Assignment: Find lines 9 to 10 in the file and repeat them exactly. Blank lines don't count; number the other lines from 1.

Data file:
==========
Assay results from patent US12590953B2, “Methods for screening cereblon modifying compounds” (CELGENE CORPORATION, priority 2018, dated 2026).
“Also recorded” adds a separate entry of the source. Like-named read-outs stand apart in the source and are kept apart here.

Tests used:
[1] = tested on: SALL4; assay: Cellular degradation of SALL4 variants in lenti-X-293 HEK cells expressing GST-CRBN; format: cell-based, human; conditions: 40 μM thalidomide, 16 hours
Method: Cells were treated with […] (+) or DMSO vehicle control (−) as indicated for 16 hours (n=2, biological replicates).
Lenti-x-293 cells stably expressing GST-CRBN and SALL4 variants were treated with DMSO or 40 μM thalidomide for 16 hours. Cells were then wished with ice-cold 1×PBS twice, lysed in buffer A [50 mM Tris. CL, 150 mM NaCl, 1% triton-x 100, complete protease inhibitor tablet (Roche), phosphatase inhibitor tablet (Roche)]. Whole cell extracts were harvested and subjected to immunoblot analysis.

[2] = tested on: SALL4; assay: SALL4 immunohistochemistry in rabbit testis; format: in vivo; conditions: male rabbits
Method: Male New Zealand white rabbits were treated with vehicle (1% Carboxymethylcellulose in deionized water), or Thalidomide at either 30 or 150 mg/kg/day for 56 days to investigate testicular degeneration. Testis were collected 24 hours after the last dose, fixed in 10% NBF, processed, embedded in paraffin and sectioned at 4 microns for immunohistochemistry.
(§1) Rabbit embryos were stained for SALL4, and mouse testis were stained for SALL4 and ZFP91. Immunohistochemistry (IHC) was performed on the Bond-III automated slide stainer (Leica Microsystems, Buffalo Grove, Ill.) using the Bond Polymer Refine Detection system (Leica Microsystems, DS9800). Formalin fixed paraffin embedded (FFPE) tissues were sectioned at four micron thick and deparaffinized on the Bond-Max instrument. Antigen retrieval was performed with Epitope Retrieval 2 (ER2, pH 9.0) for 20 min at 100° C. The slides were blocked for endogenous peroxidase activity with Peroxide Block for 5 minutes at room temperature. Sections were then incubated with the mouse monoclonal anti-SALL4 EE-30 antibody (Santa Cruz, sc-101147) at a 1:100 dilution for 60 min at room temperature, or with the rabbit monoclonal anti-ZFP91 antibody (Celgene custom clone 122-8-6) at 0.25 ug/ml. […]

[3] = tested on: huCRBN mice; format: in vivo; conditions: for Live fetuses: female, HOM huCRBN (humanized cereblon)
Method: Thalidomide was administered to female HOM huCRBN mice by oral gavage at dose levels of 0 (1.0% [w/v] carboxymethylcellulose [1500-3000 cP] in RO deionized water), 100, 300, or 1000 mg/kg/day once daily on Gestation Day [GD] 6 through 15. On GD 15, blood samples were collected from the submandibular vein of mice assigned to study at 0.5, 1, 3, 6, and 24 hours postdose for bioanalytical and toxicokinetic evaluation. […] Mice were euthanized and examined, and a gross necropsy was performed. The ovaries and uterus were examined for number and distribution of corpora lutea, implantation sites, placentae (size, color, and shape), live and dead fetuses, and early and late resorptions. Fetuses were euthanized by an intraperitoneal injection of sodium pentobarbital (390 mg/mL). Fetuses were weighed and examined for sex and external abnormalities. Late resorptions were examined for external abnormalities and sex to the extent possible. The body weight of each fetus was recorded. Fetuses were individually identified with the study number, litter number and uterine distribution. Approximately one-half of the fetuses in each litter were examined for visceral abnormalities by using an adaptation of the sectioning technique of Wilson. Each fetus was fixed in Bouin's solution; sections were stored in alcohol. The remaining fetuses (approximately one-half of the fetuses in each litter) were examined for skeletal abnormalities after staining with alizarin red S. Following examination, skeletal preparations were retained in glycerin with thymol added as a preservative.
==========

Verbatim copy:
(§1) Rabbit embryos were stained for SALL4, and mouse testis were stained for SALL4 and ZFP91. Immunohistochemistry (IHC) was performed on the Bond-III automated slide stainer (Leica Microsystems, Buffalo Grove, Ill.) using the Bond Polymer Refine Detection system (Leica Microsystems, DS9800). Formalin fixed paraffin embedded (FFPE) tissues were sectioned at four micron thick and deparaffinized on the Bond-Max instrument. Antigen retrieval was performed with Epitope Retrieval 2 (ER2, pH 9.0) for 20 min at 100° C. The slides were blocked for endogenous peroxidase activity with Peroxide Block for 5 minutes at room temperature. Sections were then incubated with the mouse monoclonal anti-SALL4 EE-30 antibody (Santa Cruz, sc-101147) at a 1:100 dilution for 60 min at room temperature, or with the rabbit monoclonal anti-ZFP91 antibody (Celgene custom clone 122-8-6) at 0.25 ug/ml. […]

[3] = tested on: huCRBN mice; format: in vivo; conditions: for Live fetuses: female, HOM huCRBN (humanized cereblon)